Skip to the Main Content

Note:These pages make extensive use of the latest XHTML and CSS Standards. They ought to look great in any standards-compliant modern browser. Unfortunately, they will probably look horrible in older browsers, like Netscape 4.x and IE 4.x. Moreover, many posts use MathML, which is, currently only supported in Mozilla. My best suggestion (and you will thank me when surfing an ever-increasing number of sites on the web which have been crafted to use the new standards) is to upgrade to the latest version of your browser. If that's not possible, consider moving to the Standards-compliant and open-source Mozilla browser.

September 1, 2010

The Philosophy of the Logic of Sheaves

Posted by John Baez

An unusual conference in an unusual venue:

Colin McLarty will be speaking about the work of Grothendieck!

Here’s the announcement:

Classical Logic and Set Theory influenced deeply the emergence of Analytical Philosophy at the beginning of XXth Century. After a hundred years, it may be time that the Logic of Sheaves and Category Theory help to create alternative forms of practicing Philosophy. Closer to the concepts of movement, flow, passage, boundary and contamination, Sheaf Logic and Category Theory must reinvigorate some regions of Philosophy abandoned by the Analytical dogmae. “Naturalized” Phenomenology, “Mathematical” Metaphysics, “Semiotical” Hermeneutics, between others, may thus emerge with new instruments at hand. The Symposium Philosophy of the Logic of Sheaves hopes to establish the state of the question, profiting from a creator of the Logic of Sheaves (Caicedo) and some major specialists in the Philosophy and History of Category Theory (Krömer, Marquis, McLarty). Forty years after Grothendieck’s departure from the IHES, the Symposium will be devoted in part to his legacy.

Speakers:

- Colin McLarty (Case Western Reserve University)

- Xavier Caicedo (U. de los Andes, Colombia)

- Jean Pierre Marquis (Université de Montréal)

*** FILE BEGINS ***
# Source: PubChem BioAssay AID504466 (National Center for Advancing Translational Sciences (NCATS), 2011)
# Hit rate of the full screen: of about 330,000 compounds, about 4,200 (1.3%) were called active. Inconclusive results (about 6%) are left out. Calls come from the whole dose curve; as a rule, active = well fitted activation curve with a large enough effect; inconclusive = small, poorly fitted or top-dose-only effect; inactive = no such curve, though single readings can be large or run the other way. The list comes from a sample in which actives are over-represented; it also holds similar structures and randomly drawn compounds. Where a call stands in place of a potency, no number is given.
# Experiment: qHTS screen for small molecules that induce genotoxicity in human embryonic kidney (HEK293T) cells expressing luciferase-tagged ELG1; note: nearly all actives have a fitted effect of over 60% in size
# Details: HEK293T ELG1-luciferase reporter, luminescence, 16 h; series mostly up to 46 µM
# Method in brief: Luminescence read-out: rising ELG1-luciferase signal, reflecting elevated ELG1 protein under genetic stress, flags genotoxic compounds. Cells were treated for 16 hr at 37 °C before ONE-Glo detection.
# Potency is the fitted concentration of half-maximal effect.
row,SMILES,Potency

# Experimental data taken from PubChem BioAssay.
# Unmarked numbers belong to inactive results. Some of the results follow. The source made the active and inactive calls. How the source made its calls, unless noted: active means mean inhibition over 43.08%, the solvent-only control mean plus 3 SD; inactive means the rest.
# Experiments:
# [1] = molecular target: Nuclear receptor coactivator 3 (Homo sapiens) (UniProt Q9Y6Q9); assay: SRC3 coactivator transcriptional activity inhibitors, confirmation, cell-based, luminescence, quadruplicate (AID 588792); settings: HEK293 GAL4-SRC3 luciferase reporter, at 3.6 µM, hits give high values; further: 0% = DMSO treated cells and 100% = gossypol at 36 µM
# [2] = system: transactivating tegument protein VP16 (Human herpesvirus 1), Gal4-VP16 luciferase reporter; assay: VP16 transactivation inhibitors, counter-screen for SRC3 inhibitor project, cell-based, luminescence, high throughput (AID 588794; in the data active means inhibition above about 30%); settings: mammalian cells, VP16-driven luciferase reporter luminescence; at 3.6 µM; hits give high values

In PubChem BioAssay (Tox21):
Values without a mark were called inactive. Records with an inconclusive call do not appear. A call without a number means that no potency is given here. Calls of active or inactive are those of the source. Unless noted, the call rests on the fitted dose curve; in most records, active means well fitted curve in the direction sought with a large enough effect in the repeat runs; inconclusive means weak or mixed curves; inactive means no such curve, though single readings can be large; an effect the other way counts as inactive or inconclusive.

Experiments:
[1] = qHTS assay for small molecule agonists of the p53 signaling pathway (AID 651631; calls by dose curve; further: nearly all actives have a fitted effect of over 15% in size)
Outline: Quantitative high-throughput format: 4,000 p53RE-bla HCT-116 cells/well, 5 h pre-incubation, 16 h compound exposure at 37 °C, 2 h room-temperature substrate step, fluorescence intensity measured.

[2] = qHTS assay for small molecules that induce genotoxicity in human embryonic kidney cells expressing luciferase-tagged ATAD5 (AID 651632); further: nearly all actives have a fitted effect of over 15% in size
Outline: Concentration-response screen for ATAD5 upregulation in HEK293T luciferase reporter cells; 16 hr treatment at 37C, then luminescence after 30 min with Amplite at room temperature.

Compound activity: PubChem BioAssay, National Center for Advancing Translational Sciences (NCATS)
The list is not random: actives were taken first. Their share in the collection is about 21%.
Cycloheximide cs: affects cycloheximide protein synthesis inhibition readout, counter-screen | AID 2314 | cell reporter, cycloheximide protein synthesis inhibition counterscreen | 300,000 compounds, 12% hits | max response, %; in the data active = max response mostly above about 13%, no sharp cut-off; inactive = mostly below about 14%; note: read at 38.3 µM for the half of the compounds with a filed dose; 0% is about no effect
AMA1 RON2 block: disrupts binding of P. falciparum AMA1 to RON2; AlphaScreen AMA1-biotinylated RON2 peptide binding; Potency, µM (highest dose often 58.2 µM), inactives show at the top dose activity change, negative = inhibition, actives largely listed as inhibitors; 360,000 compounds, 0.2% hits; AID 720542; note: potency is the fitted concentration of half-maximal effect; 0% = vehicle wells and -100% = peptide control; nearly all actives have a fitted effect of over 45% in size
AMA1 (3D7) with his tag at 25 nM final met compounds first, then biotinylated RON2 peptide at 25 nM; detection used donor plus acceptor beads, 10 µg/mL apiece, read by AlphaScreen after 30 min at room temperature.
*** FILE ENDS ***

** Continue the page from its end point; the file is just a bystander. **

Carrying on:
- Andres Villaveces (U. Nacional, Colombia)

- Ralf Krömer (Nancy Université / University of Siegen)

-Fernando Zalamea (U. Nacional, Colombia)

PROGRAMME:

Colin McLarty: Grothendieck’s ‘Incorrigible Naivety’ in Building Worlds for Mathematics

Xavier Caicedo: The Model Theory of Sheaves or the Logic of Variable Structures

Jean-Pierre Marquis: Sheaves, Spaces and Logic

Andrés Villaveces: Bridging a Gap between Physics and Logic: the Role of Sheaves

Ralf Krömer: From Cantor to Sheaves: the development of the concepts of direct and inverse limits — a case study on shifts in mathematical methodology in the prehistory of category theory

Fernando Zalamea: Sheaf Logic: a mathematical conspectus and a philosophical prospectus

Posted at September 1, 2010 7:33 AM UTC

TrackBack URL for this Entry:   http://golem.ph.utexas.edu/cgi-bin/MT-3.0/dxy-tb.fcgi/2268

11 Comments & 1 Trackback

Re: The Philosophy of the Logic of Sheaves

Closer to the concepts of movement, flow, passage, boundary and contamination

Contamination?

Posted by: Urs Schreiber on September 1, 2010 8:58 AM | Permalink | Reply to this

Re: The Philosophy of the Logic of Sheaves

Dunno. I guess we have to go to Cali.

Posted by: John Baez on September 1, 2010 10:50 AM | Permalink | Reply to this

Re: The Philosophy of the Logic of Sheaves

“dogmae”?

Shouldn’t that be “dogmata”? Or maybe it would be better to stick with “dogmas”.

Posted by: Tim Silverman on September 1, 2010 9:08 PM | Permalink | Reply to this

Re: The Philosophy of the Logic of Sheaves

> Contamination?

Fernando Zalamea uses the word “contaminación” in a non-pejorative
way, to designate interactions across subjects. It is opposed to the
“pure”, the naive viewpoint that for example number theory is
independent of analysis, or logic independent of geometry. (The first
example, analytic number theory, goes back to Lautman [1] (but I guess
the word “contamination” does not), the second example, sheaf theory,
is key to Zalamea’s case studies of the works of Serre, Grothendieck
and Lawvere.)

“Contamination” is one of many keywords in Zalamea’s attempt [2] at
description of contemporary mathematics as it is really practiced, and
as it ought to be studied by philosophers of mathematics, and one of
many aspects overlooked by the classical (analytical) philosophers of
mathematics accused of thinking that the workings of mathematics can
be uncovered by studying workings of propositional logic or some
paradoxes in set theory.

Refs:

[1] F. Zalamea, “Albert Lautman et la dialectique créatrice des
mathématiques modernes”, préface à : A. Lautman, “Les mathématiques,
les idées et le réel physique”.

[2] F. Zalamea, “Filosofía sintética de las matemáticas
contemporáneas”, UNC, Bogotá, 2009.

Posted by: Joachim Kock on September 12, 2010 2:04 AM | Permalink | Reply to this

Re: The Philosophy of the Logic of Sheaves